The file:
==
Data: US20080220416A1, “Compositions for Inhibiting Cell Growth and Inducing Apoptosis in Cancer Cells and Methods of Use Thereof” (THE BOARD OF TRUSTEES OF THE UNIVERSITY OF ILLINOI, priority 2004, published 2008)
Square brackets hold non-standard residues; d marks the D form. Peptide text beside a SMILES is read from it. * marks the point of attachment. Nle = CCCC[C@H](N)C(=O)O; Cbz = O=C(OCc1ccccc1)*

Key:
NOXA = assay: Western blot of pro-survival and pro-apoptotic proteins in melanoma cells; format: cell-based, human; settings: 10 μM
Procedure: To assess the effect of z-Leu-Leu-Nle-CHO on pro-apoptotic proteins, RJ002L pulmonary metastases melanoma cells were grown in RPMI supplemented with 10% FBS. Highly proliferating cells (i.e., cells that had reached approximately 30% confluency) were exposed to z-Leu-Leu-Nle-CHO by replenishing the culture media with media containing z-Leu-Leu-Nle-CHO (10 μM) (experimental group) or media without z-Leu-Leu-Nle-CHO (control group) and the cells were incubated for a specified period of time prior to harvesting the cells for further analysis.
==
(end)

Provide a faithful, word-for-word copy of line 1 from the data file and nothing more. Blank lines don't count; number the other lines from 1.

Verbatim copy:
Data: US20080220416A1, “Compositions for Inhibiting Cell Growth and Inducing Apoptosis in Cancer Cells and Methods of Use Thereof” (THE BOARD OF TRUSTEES OF THE UNIVERSITY OF ILLINOI, priority 2004, published 2008)